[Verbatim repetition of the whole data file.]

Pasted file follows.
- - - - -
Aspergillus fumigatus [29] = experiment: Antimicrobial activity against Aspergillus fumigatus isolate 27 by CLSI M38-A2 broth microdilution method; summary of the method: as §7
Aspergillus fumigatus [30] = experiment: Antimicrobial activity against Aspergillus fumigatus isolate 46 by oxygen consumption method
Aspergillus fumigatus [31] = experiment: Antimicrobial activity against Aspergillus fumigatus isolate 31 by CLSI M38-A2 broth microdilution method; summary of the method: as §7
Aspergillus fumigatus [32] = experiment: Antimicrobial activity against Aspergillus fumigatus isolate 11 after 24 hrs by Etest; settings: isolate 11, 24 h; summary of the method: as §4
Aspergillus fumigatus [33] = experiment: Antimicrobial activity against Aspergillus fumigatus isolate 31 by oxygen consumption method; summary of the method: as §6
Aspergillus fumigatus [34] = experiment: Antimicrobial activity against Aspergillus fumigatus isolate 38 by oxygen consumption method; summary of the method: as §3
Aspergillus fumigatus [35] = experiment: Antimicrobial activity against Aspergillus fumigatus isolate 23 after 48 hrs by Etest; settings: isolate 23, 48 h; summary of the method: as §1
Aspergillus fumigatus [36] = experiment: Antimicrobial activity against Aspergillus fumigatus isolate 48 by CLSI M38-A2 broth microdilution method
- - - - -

Aspergillus fumigatus [29] = experiment: Antimicrobial activity against Aspergillus fumigatus isolate 27 by CLSI M38-A2 broth microdilution method; summary of the method: as §7
Aspergillus fumigatus [30] = experiment: Antimicrobial activity against Aspergillus fumigatus isolate 46 by oxygen consumption method
Aspergillus fumigatus [31] = experiment: Antimicrobial activity against Aspergillus fumigatus isolate 31 by CLSI M38-A2 broth microdilution method; summary of the method: as §7
Aspergillus fumigatus [32] = experiment: Antimicrobial activity against Aspergillus fumigatus isolate 11 after 24 hrs by Etest; settings: isolate 11, 24 h; summary of the method: as §4
Aspergillus fumigatus [33] = experiment: Antimicrobial activity against Aspergillus fumigatus isolate 31 by oxygen consumption method; summary of the method: as §6
Aspergillus fumigatus [34] = experiment: Antimicrobial activity against Aspergillus fumigatus isolate 38 by oxygen consumption method; summary of the method: as §3
Aspergillus fumigatus [35] = experiment: Antimicrobial activity against Aspergillus fumigatus isolate 23 after 48 hrs by Etest; settings: isolate 23, 48 h; summary of the method: as §1
Aspergillus fumigatus [36] = experiment: Antimicrobial activity against Aspergillus fumigatus isolate 48 by CLSI M38-A2 broth microdilution method